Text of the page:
The peculiar properties of caoutchouc were first discovered and exploited by South American natives. Early writings dating back to the fifteenth and sixteenth century mention a tree (Hevea Brasiliensis) called by local people ‘CAHUCHU‘, namely, weeping wood, because it secreted a sort of latex, hence our word caoutchouc (actually coming from its identical French counterpart).

They also reported that the natives used to play with a ball that bounced much better than any other thing known to Europeans. The ball was made of that same white, milky liquid obtained by tapping those trees. As it dried up, the liquid coagulated, forming a dense elastic mass. Later, Europeans learned how the natives used this remarkable material for a number of other purposes; they smeared it onto their clothes to make them waterproof and molded it into various shapes to obtain elastic objects.

Till then there had never been a truly elastic, waterproof and airtight material. Chemists and firefighters had to make do with leather fire hose where each seam leaked; boots and raincoats were never really waterproof.

To Europeans, the main problem was that they seemed utterly incapable of preserving caoutchouc. There was no way to carry liquid latex to Europe, because it would not last long enough without deteriorating. It had to be dried up, but then it was too dense and hard for further workings. So the king of Portugal sent his boots to Brazil just to have them proofed.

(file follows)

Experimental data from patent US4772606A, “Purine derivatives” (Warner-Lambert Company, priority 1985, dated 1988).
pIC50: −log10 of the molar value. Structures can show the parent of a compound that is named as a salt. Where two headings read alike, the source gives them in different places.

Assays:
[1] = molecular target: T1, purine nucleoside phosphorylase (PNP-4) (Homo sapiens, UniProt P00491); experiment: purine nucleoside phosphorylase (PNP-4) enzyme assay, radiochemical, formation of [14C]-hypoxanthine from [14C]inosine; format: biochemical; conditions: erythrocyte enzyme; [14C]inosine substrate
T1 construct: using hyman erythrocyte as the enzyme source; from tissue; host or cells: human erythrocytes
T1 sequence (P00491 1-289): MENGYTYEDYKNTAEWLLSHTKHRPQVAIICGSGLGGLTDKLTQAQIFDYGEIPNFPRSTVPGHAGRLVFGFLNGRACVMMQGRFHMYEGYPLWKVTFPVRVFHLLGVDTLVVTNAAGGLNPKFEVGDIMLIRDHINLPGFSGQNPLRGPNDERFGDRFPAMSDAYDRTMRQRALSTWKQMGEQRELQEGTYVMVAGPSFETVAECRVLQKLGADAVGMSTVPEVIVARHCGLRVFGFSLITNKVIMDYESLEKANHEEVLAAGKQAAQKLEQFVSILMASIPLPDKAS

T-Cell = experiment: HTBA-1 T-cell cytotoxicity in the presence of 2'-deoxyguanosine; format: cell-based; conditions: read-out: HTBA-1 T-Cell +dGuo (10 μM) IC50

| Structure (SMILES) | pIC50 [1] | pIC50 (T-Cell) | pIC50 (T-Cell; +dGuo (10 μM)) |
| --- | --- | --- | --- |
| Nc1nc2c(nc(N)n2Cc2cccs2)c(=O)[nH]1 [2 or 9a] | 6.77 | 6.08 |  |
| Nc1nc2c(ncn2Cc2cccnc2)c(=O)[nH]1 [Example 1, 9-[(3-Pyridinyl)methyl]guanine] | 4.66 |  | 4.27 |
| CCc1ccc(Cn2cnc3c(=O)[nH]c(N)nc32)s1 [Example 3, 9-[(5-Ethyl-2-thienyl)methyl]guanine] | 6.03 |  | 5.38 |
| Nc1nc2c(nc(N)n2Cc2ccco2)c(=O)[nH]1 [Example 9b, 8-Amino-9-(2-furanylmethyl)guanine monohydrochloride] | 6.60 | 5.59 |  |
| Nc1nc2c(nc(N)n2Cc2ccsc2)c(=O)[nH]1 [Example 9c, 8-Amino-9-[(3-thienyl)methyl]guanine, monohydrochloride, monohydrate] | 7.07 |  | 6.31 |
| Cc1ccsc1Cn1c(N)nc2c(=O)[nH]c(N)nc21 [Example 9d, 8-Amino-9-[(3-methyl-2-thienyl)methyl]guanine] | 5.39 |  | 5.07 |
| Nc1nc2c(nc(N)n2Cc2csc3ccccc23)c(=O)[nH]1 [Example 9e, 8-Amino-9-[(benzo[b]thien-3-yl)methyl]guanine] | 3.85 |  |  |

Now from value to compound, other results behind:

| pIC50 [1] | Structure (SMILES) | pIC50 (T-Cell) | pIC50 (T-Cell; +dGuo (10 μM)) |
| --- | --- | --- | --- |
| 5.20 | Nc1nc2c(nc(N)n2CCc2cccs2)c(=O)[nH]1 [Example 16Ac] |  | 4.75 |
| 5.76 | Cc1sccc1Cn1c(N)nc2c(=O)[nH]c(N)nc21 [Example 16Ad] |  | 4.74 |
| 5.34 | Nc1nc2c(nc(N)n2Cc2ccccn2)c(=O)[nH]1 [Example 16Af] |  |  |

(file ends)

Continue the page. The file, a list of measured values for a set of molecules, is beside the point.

Several attempt to exploit dried-up rubber followed. In 1770 the English chemist and naturalist Joseph Priestley pointed out that rubbing a piece of…rubber on a paper sheet was a way to erase pencil marks. This is actually why we call it rubber in English: because it could be used to rub writings away.

Meanwhile, a French chemist, Macquer, began to make rubber hose smearing a rubber solution onto wax mold. Another Frenchman, Grossart, tried to do the same softening rubber strips with turpentine and wrapping them around glass mold. 1803 saw the establishment of the first industrial RUBBER production plant in Paris. They made rubber bands used for braces and garter suspenders. All these products present two drawbacks: in the first place, they were quite sticky at normal temperatures and became even stickier as the temperature rose; second, they hardened and stiffened whenever it was cold.

In 1823, in England, Thomas Hancock found that caoutchouc, so tenacious and sinewy, could be rolled to make it easily malleable, thus developing what we now call the mixing and mastication process. This made raw rubber more malleable, yet the question of withstanding high and low temperatures was far from solved. Studies on this subject went on, until an American –Charles Goodyear – came up with vulcanization.


The American Charles Goodyear had been trying to age rubber adding different substances to it. It was only in 1839 that he finally found how a heated mixture of caoutchouc, sulphur and white lead lost all stickiness. This kind of curing, later called “VULCANIZATION”, was only patented in 1844.

Mastication and vulcanization became the basis of the rubber industry, since they made it possible to exploit caoutchouc as raw matter for rubber items. In 1888, the Belfast veterinarianJohn Boyd Dunlop patented his invention – the rubber tire. It was a well-timed discovery, fit to support the development of the automobile industry. Making and selling more and more cars also meant making and selling an increasing number of tires. The outcome was, of course, the threat of a worldwide shortage of caoutchouc, for until the end of the XIX century the sole source of natural rubber was to be found in the rubber trees spontaneously growing in Brazil.